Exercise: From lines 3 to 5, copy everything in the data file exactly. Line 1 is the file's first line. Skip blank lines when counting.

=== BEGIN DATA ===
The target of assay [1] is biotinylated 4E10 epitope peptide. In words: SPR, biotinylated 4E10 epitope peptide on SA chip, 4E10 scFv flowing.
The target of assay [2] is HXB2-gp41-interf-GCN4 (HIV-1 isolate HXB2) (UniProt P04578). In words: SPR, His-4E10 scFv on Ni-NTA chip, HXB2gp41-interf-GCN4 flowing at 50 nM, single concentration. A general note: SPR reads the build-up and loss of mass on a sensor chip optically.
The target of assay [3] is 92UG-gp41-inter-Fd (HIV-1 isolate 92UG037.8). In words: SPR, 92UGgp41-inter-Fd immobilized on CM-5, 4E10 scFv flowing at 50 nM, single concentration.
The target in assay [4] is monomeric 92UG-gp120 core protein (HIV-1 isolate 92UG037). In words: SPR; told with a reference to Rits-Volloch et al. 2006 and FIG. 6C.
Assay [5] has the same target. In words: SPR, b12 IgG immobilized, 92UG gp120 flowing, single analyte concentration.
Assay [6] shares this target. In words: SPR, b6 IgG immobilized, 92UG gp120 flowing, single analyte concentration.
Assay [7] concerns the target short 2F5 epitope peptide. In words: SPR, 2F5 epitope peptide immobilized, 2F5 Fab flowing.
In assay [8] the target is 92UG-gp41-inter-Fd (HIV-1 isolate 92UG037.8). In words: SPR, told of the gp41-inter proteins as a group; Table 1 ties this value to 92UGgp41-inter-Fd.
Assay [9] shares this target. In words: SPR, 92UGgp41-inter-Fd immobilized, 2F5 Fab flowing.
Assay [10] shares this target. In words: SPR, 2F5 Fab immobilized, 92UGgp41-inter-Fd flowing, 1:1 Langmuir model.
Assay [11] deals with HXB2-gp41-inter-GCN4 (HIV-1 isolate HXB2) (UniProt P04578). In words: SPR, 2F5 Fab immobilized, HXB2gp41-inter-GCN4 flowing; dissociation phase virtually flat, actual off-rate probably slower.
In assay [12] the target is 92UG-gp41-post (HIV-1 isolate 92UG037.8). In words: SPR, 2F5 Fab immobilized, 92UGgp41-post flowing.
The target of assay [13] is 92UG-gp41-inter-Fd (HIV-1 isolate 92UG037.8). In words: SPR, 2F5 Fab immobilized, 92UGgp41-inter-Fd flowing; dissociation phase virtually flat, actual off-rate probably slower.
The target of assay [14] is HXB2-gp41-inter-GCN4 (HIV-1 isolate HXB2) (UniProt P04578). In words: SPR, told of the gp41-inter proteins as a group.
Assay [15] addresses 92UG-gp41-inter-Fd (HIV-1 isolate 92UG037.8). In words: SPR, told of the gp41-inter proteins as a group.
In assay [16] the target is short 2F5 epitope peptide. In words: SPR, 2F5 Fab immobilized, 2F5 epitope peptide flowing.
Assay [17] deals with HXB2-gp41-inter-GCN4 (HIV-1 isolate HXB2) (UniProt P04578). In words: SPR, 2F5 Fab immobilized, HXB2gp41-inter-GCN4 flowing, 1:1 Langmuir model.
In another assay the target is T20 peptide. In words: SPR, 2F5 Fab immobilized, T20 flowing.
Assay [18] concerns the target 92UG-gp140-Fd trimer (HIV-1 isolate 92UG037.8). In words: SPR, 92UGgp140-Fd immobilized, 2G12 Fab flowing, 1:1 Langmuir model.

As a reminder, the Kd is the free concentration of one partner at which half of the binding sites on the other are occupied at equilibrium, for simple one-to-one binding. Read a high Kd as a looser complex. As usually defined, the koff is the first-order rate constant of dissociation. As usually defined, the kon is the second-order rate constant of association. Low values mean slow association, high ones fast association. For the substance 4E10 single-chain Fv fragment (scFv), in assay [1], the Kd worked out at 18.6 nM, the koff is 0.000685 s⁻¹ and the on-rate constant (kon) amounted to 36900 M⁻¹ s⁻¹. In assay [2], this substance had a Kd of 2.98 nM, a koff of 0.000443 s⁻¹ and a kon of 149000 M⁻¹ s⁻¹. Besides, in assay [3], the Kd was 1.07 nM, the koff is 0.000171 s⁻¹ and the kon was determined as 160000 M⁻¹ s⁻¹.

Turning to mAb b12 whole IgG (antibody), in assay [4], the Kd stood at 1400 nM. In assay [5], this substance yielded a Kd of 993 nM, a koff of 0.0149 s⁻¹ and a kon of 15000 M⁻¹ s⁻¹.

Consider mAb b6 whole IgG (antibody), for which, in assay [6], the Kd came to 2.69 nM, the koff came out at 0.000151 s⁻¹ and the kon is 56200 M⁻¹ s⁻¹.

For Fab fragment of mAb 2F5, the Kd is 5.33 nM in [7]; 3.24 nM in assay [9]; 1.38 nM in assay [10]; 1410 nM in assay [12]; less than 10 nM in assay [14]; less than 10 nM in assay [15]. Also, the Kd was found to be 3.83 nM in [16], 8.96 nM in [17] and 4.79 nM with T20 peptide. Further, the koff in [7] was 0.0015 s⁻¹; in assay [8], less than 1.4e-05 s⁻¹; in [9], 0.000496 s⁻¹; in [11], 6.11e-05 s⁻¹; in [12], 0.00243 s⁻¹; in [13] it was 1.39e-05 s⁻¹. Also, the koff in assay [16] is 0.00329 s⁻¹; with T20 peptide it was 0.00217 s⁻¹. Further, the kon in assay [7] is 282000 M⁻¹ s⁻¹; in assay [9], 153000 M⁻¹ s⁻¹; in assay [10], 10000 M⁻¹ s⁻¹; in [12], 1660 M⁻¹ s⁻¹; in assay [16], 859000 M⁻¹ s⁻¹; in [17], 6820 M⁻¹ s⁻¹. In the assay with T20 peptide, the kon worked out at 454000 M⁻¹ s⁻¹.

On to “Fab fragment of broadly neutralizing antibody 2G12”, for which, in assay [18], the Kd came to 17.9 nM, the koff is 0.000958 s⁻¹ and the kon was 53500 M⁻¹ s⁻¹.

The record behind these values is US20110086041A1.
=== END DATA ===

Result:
The target of assay [3] is 92UG-gp41-inter-Fd (HIV-1 isolate 92UG037.8). In words: SPR, 92UGgp41-inter-Fd immobilized on CM-5, 4E10 scFv flowing at 50 nM, single concentration.
The target in assay [4] is monomeric 92UG-gp120 core protein (HIV-1 isolate 92UG037). In words: SPR; told with a reference to Rits-Volloch et al. 2006 and FIG. 6C.
Assay [5] has the same target. In words: SPR, b12 IgG immobilized, 92UG gp120 flowing, single analyte concentration.